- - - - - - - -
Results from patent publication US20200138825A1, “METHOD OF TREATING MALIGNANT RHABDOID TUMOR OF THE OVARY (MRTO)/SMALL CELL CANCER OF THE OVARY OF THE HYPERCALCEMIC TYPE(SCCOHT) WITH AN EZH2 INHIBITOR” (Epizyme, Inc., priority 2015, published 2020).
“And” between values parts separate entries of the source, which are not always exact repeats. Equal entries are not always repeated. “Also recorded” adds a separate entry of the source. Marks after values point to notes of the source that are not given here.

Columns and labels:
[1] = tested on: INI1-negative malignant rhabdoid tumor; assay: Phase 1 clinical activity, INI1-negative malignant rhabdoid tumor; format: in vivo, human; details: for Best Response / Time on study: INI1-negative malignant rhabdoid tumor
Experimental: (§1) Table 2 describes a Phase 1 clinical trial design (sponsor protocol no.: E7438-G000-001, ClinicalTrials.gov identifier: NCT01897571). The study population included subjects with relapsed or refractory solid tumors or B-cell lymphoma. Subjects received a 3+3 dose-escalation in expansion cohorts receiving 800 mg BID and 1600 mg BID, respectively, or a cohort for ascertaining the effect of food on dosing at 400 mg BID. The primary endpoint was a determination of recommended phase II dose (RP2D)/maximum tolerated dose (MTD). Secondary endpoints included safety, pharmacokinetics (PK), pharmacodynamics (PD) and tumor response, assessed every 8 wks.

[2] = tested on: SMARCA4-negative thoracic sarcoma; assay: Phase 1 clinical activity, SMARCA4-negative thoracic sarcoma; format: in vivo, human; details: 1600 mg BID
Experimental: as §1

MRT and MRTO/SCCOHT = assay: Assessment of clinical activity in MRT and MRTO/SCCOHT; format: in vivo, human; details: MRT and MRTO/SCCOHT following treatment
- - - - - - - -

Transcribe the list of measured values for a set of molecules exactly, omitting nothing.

Results from patent publication US20200138825A1, “METHOD OF TREATING MALIGNANT RHABDOID TUMOR OF THE OVARY (MRTO)/SMALL CELL CANCER OF THE OVARY OF THE HYPERCALCEMIC TYPE(SCCOHT) WITH AN EZH2 INHIBITOR” (Epizyme, Inc., priority 2015, published 2020).
“And” between values parts separate entries of the source, which are not always exact repeats. Equal entries are not always repeated. “Also recorded” adds a separate entry of the source. Marks after values point to notes of the source that are not given here.

Columns and labels:
[1] = tested on: INI1-negative malignant rhabdoid tumor; assay: Phase 1 clinical activity, INI1-negative malignant rhabdoid tumor; format: in vivo, human; details: for Best Response / Time on study: INI1-negative malignant rhabdoid tumor
Experimental: (§1) Table 2 describes a Phase 1 clinical trial design (sponsor protocol no.: E7438-G000-001, ClinicalTrials.gov identifier: NCT01897571). The study population included subjects with relapsed or refractory solid tumors or B-cell lymphoma. Subjects received a 3+3 dose-escalation in expansion cohorts receiving 800 mg BID and 1600 mg BID, respectively, or a cohort for ascertaining the effect of food on dosing at 400 mg BID. The primary endpoint was a determination of recommended phase II dose (RP2D)/maximum tolerated dose (MTD). Secondary endpoints included safety, pharmacokinetics (PK), pharmacodynamics (PD) and tumor response, assessed every 8 wks.

[2] = tested on: SMARCA4-negative thoracic sarcoma; assay: Phase 1 clinical activity, SMARCA4-negative thoracic sarcoma; format: in vivo, human; details: 1600 mg BID
Experimental: as §1

MRT and MRTO/SCCOHT = assay: Assessment of clinical activity in MRT and MRTO/SCCOHT; format: in vivo, human; details: MRT and MRTO/SCCOHT following treatment